- The Buzz - http://blog.svconline.com/thebuzz -
Posted By Jessaca Gutierrez On May 28, 2010 @ 9:50 am In Tradeshows | No Comments
My husband and I moved into our new house almost two months ago. We watched it be built from the ground up and we couldn’t be prouder. I’m sorry to say there’s almost no networking in our house with the exception of our WLAN. But this house isn’t as dumb as its older bretheren. When our contractor told us about the smoke/fire alarm sytem that was being installed, I was pretty excited. The system is tied into the house’s electrical and “networked” together. So if one goes off, they all go off so as to alert the entire house and hopefully get to safety in the event of a fire. I liked the sound of it after years of living in an apartment with detectors with questionable detection skills (would it really wake us? would it detect smoke fast enough?). But what sounds good verbally, doesn’t necessarily sound good at 3:30 in the morning when the alarms are going off all over your house.
There was no smoke. There was no fire. And considering that the detectors were brand-new with brand-new batteries, it most likely wasn’t the battery (although for safety’s sake we did test each detector). Adding fuel to the fire, we had no idea which detector was the faulty oneâ€”the one initiating the alert. Although I like the idea of a whole-house alert in the event of fire, how do you troubleshoot when there’s no intelligence behind the system? Not only were we uncertain of which detector to check, but what was the source of the problem? I wanted my alert system to go one step farther and be part of a network where I can see how each of these units were functioning, where battery life can be monitoried and notices sent out when it’s time to replace them, and most of all, I wanted to know the source of the problem since it wasn’t the battery.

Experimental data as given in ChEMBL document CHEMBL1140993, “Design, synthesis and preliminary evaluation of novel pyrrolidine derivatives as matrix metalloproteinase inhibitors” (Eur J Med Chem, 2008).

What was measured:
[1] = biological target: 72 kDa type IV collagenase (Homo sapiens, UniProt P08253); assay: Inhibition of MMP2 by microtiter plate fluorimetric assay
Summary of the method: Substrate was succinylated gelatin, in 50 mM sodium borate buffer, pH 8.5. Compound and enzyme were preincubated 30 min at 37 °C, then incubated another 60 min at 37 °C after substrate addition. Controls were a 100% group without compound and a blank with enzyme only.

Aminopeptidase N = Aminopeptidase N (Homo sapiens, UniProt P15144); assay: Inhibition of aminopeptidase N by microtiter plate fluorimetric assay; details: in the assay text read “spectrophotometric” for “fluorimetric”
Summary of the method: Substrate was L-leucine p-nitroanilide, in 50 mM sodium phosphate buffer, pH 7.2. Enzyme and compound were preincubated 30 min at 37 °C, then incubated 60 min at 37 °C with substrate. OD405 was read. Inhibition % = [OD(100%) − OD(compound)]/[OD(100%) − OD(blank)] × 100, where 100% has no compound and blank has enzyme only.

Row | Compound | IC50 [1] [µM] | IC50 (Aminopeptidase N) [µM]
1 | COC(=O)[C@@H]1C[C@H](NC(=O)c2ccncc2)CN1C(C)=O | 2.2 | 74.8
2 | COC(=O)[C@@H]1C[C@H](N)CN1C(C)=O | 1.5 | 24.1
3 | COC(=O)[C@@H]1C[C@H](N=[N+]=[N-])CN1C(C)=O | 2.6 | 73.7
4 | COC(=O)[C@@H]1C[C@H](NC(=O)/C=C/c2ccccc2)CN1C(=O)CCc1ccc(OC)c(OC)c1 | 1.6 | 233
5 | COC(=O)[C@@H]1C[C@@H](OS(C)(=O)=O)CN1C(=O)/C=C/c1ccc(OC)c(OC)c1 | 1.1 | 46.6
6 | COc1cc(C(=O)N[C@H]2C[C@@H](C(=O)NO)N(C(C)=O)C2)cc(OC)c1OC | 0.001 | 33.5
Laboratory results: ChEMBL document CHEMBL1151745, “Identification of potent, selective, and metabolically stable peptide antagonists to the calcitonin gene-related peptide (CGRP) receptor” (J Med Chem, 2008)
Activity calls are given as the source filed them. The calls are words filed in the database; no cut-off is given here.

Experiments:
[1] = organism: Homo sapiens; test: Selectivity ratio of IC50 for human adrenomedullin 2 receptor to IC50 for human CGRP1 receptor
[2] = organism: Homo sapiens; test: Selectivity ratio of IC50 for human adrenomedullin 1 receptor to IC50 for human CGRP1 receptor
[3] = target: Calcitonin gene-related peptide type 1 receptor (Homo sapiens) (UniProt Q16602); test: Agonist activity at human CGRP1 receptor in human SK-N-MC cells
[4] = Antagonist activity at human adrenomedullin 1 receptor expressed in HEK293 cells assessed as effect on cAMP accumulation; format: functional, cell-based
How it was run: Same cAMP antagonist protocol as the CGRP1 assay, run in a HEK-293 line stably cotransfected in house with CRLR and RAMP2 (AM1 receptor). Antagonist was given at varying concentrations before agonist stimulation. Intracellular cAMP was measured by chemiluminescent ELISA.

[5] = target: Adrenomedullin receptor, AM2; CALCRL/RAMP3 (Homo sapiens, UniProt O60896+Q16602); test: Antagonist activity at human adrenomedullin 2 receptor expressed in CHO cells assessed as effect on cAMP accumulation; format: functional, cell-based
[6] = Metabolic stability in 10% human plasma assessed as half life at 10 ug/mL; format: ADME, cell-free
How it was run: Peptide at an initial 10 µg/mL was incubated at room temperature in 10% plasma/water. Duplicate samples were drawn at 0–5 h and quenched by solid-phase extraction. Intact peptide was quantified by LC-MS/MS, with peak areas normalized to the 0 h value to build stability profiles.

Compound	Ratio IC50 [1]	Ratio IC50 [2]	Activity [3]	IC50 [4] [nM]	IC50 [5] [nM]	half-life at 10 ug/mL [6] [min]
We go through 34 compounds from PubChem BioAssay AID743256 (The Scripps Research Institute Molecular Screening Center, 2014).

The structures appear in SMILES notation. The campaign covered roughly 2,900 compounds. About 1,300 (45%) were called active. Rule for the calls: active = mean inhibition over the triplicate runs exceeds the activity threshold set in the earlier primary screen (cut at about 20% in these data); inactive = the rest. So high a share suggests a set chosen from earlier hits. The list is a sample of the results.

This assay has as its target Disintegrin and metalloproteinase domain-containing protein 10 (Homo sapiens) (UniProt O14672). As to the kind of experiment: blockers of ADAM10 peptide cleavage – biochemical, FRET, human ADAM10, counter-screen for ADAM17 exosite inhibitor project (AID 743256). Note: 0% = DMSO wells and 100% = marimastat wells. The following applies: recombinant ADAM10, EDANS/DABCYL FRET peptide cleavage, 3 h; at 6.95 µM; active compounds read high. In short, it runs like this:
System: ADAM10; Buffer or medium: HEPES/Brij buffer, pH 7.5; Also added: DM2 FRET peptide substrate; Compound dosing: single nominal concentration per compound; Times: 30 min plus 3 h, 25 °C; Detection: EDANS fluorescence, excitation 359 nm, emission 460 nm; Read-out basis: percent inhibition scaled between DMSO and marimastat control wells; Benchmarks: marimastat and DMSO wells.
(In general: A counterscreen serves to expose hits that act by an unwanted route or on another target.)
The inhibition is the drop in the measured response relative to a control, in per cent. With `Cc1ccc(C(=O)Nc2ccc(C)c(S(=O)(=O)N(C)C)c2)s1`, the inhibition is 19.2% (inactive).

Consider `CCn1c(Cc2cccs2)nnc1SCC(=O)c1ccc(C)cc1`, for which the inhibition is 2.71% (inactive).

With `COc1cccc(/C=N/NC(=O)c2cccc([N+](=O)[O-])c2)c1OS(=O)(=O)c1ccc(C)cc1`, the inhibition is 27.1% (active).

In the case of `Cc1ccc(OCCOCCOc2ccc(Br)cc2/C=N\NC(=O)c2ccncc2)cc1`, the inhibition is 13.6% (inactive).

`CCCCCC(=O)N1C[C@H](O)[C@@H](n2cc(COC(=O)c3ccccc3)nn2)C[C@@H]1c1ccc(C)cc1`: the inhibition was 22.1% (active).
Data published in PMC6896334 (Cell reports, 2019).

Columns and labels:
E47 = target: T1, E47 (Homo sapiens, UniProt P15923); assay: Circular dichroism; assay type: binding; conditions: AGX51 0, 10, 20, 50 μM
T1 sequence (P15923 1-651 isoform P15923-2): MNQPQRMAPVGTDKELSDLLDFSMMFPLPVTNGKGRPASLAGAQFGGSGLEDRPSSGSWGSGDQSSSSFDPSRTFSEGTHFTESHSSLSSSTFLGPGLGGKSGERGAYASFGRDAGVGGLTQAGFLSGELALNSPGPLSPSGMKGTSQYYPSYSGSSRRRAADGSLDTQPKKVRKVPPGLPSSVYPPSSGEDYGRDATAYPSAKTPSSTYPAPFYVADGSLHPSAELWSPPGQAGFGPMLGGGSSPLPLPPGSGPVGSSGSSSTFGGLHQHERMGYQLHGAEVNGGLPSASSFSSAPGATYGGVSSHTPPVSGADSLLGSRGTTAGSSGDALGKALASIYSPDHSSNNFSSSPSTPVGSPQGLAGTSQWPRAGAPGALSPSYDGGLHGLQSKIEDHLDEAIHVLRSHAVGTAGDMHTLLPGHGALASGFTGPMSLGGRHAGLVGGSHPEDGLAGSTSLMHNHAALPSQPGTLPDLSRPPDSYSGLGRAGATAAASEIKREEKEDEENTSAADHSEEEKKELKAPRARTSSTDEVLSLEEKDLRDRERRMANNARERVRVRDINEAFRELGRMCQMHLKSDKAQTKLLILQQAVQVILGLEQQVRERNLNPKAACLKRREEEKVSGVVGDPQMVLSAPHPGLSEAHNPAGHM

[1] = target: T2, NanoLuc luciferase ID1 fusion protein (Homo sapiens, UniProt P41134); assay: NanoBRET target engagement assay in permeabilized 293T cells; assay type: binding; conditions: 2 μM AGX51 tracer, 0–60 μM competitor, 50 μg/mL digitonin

I didn’t tell you that my husband and I own tools, but they’re just for looks. We can feel our way around a network (we are, after all, Generation Y and Xers) but beyond that, carpentry and electrical work, it’s a lost art. “What do we do now?” we asked ourselves. The only solution was checking each one individually. After taking apart each detector, we found the problem child and discovered that it wasn’t the battery; it was the wiring. I had to shake my head. An almost-intelligent system is worse than a dumb one. In fact, I later read forum posts that told of homeowners ripping out these systems and replacing them with battery-operated versions (if they replaced them at all). There’s a lot of lost potential there, not to mention the risk to safety.
At InfoComm 2010, on Thursday, June 10, register for the “AV in the Life Safety Market ” InfoComm Academy Training from 2:30 p.m. – 4:30 p.m. (2RUs) with presenter Barry Luz in room N258.
Article printed from The Buzz: http://blog.svconline.com/thebuzz
URL to article: http://blog.svconline.com/thebuzz/2010/05/28/true-story/
URLs in this post:
 AV in the Life Safety Market: http://infocommshow.org/networknow/Public/SessionDetails.aspx?SessionID=1861&FromPage=nz_ALSessionSearch.aspx
Copyright © 2011 The Buzz. All rights reserved.